Wren's favorite Christmas present this year, or at least the one that's gotten the most play so far, is Rody. Or as she says, "Rode-y Pony." I feel like that picture doesn't really do Rody's eerie stare or bizarre plasticine texture justice. He's sort of like a dumbly menacing version of a dala horse. I don't usually think of inanimate objects as being imbued with any level of intelligence, but Rody just seems really really stupid. In spite of frequent bucking-into-walls incidents, Wren is devoted to Rody, and this morning, with a bunch of dishtowels and some socks, she has transformed him into "Snow Princess Rody." So that's that. Merry Christmas. Thanks Aunt Sarah.

The World's Biggest Floor Piano (yes my mom is that crazy) is currently living under the couch, and only comes out when I know the neighbors aren't home. Jane loves Olive, and christened her with a bunch of chocolate-faced kisses on Christmas morning, which for me was sort of like watching that person in the grocery store parking lot dent your car for the first time. But it's over with and now I don't have to wait in dread. Dolls are made to be played with and clothes are made to be worn and dirt is made to be smeared all over the walls and floor by retarded labrador retrievers.

Wednesday, January 7, 2009


So 2008... not the best year ever.

There were some highlights. Moving to Austin, buying our own house, making some friends, going on some really nice dates, a new sewing machine, these people:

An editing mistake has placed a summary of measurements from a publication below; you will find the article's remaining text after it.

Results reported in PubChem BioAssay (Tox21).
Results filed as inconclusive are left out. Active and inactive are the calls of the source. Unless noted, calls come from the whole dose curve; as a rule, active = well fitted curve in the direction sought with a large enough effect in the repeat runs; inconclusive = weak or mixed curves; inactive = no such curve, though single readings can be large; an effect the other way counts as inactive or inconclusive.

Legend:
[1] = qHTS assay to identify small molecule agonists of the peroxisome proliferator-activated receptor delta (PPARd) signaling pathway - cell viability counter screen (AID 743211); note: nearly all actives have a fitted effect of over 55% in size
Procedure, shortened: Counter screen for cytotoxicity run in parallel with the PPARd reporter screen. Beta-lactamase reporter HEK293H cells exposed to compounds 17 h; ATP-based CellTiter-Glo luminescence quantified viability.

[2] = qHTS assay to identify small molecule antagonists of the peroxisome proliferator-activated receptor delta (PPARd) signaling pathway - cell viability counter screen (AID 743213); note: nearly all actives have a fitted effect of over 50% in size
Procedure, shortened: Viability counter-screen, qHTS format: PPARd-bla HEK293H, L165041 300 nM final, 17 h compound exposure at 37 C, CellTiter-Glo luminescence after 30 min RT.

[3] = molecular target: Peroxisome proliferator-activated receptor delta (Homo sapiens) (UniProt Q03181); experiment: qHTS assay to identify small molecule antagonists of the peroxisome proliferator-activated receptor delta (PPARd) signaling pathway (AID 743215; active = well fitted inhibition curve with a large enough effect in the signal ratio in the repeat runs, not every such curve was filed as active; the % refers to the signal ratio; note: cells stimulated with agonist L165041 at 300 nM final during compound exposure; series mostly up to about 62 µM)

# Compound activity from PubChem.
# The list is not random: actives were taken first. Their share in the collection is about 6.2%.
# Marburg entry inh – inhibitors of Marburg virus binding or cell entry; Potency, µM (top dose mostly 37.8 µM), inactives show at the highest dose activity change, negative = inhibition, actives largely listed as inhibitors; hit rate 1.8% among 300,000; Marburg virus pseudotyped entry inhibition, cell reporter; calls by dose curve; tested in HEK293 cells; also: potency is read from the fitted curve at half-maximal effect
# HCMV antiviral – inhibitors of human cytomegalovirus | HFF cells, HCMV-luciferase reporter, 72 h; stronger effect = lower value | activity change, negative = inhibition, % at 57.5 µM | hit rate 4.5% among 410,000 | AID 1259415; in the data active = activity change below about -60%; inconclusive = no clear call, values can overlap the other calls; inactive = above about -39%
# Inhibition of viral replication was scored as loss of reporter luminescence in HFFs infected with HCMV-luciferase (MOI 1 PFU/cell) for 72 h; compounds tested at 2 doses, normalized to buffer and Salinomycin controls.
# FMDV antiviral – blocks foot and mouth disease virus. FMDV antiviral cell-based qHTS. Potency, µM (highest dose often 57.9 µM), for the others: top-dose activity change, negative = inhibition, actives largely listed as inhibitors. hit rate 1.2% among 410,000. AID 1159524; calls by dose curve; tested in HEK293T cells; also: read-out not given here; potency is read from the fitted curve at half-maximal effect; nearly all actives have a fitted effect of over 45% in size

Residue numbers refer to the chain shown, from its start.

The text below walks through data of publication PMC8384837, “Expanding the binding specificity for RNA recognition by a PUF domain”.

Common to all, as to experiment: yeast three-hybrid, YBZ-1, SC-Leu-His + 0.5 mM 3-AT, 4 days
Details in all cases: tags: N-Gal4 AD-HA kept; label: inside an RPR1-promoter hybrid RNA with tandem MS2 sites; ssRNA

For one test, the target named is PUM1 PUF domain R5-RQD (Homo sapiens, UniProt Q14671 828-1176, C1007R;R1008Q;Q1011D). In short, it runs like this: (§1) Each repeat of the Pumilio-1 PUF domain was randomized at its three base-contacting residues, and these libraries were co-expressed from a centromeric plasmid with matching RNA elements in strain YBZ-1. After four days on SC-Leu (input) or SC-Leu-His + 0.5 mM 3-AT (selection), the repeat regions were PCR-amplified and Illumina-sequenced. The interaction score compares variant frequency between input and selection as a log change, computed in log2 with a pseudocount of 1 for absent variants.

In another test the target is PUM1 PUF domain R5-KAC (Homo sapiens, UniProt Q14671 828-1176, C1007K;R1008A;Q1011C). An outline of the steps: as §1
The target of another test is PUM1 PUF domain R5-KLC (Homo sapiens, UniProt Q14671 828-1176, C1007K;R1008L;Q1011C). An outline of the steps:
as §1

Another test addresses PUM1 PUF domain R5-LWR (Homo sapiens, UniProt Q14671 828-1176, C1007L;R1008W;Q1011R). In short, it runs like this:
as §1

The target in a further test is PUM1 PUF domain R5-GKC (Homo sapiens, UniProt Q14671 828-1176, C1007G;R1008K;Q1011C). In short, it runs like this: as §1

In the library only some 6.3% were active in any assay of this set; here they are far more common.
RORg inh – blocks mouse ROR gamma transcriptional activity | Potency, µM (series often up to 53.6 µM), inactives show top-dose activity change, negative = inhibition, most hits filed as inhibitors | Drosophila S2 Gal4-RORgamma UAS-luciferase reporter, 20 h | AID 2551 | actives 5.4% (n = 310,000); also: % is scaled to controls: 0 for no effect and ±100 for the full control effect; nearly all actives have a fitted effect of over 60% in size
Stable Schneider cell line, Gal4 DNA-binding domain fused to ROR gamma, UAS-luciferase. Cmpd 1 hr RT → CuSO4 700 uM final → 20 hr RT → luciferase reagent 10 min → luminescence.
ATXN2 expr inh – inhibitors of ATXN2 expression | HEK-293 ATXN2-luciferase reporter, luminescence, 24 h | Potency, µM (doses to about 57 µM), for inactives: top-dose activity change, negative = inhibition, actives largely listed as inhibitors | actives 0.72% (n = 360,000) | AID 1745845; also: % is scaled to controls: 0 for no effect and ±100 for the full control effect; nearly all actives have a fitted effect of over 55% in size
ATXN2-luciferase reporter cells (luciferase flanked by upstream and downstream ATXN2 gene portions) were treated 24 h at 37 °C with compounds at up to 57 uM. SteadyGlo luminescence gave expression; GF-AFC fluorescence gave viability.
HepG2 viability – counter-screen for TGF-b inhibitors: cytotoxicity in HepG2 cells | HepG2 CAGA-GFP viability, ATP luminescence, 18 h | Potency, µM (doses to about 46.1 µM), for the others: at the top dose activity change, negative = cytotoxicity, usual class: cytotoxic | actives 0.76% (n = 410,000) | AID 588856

And it also included most of Jane's first year. Every day in her company makes it more clear what a character she is. It's hard to describe her intensity- although I'm sure our upstairs neighbors could give it a shot. She is the LOUDEST person I've ever been around, and she frequently, even in the winter, gets so agitated and excited running around that her little body is hot to the touch. I am always saying, "Hon, feel her head. Do you think she has a fever?" But no, she's just Jane, being a few degrees warmer than everyone else is just how she rolls. She eats and eats and eats. First breakfast around 6:30 or 7, followed by second breakfast around 8, and then at 10 it's snacktime. She eats more than Wren at every meal, but she is a solid average on the height/weight graphs for her age. A tapeworm maybe? Perhaps her body converts calories into decibels.